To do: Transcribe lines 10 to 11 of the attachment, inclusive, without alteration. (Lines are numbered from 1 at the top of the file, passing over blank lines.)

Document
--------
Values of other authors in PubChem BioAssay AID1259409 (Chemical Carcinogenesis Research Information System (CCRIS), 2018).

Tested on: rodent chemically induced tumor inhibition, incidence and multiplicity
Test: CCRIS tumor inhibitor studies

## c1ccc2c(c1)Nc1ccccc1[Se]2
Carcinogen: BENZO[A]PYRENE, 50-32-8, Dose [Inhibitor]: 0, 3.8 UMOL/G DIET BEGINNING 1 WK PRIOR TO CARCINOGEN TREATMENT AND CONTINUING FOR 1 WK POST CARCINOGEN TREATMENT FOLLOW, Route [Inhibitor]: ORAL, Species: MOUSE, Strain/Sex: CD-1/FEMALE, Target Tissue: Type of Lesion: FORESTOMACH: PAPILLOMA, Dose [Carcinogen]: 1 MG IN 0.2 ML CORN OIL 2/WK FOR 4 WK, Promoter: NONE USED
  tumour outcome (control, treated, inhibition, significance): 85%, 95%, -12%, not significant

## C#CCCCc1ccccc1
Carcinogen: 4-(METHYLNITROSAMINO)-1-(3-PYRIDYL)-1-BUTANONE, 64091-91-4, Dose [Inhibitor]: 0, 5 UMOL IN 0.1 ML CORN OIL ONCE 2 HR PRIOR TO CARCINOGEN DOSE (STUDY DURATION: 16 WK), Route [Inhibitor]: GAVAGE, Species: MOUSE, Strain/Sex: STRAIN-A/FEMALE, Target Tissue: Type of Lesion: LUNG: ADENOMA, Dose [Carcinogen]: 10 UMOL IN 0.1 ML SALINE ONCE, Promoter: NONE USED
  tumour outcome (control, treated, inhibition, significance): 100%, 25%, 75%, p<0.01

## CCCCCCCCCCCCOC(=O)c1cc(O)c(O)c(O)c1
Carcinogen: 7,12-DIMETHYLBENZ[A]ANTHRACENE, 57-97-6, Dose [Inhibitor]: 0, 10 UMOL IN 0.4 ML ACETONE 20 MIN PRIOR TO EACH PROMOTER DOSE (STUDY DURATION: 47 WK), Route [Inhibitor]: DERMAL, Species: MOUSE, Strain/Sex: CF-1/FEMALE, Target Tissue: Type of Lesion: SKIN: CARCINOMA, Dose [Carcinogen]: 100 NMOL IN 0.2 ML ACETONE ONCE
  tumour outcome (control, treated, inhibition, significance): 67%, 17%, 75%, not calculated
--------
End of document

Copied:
## CCCCCCCCCCCCOC(=O)c1cc(O)c(O)c(O)c1
Carcinogen: 7,12-DIMETHYLBENZ[A]ANTHRACENE, 57-97-6, Dose [Inhibitor]: 0, 10 UMOL IN 0.4 ML ACETONE 20 MIN PRIOR TO EACH PROMOTER DOSE (STUDY DURATION: 47 WK), Route [Inhibitor]: DERMAL, Species: MOUSE, Strain/Sex: CF-1/FEMALE, Target Tissue: Type of Lesion: SKIN: CARCINOMA, Dose [Carcinogen]: 100 NMOL IN 0.2 ML ACETONE ONCE